Social media’s scale and pace of change
Do you ever check your Facebook account during the working day? It’s something many of us do – workplace rules permitting, of course. But the use of social media, and the social networking platforms themselves, are of course subject to a scale and speed of change that means keeping up with them requires paying close attention. And for employers, that means workplace policies on social media usage will be subject to almost constant change.
Social media grows as devices shrink
The number of Facebook users across the world is more than just impressive – it’s a phenomenon. In July of this year, the social media news site Mashable reported that the world’s biggest social network has 955 million active users. That makes the site not just a home for the things that people like to share, but also a very big audience for advertisers.
And as Facebook has grown exponentially since it opened its doors to the public, the way the site’s content is consumed has also seen incredible change, too. Where once people were checking their news feed more or less solely on a desktop PC, they’re now using devices like touchscreen smartphones and tablet computers too. The dawn of the mobile web was quickly followed by predictions that it would soon dominate internet use, leaving laptops and PCs behind.
The mobile web and the workplace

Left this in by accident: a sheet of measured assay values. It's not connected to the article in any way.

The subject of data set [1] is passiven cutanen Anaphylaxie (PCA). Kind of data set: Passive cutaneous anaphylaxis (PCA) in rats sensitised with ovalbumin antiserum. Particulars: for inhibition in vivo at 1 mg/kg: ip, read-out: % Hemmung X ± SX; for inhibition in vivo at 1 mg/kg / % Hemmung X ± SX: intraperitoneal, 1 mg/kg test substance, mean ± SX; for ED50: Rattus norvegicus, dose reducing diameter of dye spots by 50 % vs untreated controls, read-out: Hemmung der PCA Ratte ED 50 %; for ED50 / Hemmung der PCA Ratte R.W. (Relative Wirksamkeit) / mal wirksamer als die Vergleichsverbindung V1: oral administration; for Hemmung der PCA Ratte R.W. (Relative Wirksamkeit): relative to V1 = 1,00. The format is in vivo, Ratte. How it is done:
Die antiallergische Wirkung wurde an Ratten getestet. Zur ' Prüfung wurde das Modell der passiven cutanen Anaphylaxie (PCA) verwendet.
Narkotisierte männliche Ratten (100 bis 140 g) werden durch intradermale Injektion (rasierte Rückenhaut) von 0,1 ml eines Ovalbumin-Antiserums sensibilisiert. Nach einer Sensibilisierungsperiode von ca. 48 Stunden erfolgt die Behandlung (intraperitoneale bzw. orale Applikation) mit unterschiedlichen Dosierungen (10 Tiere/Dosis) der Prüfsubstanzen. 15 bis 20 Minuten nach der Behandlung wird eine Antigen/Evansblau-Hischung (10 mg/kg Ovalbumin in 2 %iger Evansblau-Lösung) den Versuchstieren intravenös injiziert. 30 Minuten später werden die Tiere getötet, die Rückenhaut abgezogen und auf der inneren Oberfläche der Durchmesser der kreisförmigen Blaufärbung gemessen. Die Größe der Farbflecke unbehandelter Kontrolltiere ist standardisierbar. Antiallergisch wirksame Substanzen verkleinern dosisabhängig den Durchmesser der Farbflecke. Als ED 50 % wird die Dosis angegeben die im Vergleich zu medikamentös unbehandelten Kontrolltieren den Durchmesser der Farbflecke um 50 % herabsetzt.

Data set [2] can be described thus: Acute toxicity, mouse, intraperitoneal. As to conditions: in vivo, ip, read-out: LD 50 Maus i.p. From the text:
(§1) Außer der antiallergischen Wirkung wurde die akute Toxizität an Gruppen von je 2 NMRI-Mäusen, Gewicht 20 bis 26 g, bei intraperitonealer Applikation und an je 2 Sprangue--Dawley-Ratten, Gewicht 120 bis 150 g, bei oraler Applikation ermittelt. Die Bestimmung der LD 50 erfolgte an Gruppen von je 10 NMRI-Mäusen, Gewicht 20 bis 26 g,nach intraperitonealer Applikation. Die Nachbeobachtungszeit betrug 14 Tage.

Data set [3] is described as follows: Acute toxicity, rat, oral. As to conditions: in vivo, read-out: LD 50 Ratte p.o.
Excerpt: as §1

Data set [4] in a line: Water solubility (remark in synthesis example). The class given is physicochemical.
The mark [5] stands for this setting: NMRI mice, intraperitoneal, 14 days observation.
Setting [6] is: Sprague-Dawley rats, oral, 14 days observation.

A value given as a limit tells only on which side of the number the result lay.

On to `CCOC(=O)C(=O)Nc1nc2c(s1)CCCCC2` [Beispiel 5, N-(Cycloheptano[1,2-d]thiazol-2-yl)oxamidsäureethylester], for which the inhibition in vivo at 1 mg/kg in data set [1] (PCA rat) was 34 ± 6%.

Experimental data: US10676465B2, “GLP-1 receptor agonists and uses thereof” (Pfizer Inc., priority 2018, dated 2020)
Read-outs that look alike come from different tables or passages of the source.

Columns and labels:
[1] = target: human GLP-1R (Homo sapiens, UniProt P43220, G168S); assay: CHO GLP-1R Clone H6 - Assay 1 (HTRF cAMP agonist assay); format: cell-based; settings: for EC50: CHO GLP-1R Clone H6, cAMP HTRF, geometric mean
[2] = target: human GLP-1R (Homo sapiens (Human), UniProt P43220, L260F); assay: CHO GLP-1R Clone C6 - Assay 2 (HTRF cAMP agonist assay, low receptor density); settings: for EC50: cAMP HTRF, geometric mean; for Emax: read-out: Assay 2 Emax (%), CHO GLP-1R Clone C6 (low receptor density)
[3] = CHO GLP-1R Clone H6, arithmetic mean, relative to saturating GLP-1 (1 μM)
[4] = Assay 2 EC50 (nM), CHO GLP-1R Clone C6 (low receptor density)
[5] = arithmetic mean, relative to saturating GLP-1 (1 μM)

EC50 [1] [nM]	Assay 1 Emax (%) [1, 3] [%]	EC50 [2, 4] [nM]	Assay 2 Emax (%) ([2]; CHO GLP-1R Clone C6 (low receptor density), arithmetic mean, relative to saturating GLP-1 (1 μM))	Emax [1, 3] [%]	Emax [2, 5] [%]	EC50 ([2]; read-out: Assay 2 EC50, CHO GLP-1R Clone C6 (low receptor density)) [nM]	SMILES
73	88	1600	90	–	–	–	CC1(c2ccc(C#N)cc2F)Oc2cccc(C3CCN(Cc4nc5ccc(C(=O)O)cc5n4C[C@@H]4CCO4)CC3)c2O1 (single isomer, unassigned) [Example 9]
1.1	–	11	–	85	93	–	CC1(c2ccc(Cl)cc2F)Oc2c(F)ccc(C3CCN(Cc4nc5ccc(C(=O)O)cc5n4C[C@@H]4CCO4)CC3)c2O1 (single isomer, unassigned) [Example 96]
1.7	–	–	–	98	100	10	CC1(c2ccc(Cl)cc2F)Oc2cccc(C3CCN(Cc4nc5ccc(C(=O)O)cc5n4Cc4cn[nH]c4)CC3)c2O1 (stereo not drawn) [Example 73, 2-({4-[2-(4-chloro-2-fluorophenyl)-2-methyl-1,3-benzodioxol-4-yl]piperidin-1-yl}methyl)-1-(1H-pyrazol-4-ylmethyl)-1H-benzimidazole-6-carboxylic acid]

Many organisations’ social media policies are available to view online. And it’s interesting to see different policies and what they cover. In the main, what companies are seeking to do is provide clear and set guidelines on what is appropriate and acceptable use of social media at work. On top of that, there’s also the question of how much time is allowed to be spent on social media sites. It’s often reported that in countries where it’s legally permitted, reasonably large percentages of employers block these sites outright.
For those employers who wish to block social media sites in the workplace, it is of course, not possible to do so in an age of smartphones. So it then becomes a question of what amount of time someone spends on their phone at work.
However, given that social networks are no longer a novelty – and more and more seen as an essential communications utlility – it’s likely that for many, a quick check in to their social network account is not unlike checking for a new SMS on their phone, or dipping in to their webmail.
The future of social media in the workplace
If the pace of change this far has indicated anything, it’s that the form of digital communications is fluid. Social networks such as LinkedIn now provide people with the chance to present themselves to prospective employers – while in some professions such as PR and journalism, sites like Twitter have become essential tools of the trade.
The integration of social media and our daily lives looks – for now, at any rate – as though it’s likely to continue, and probably show us a few surprises along the way.
Jen Jones writes for blogs and websites in the UK and elsewhere on the topics of self employed health insurance and group medical cover, workplace wellbeing, and employee engagement.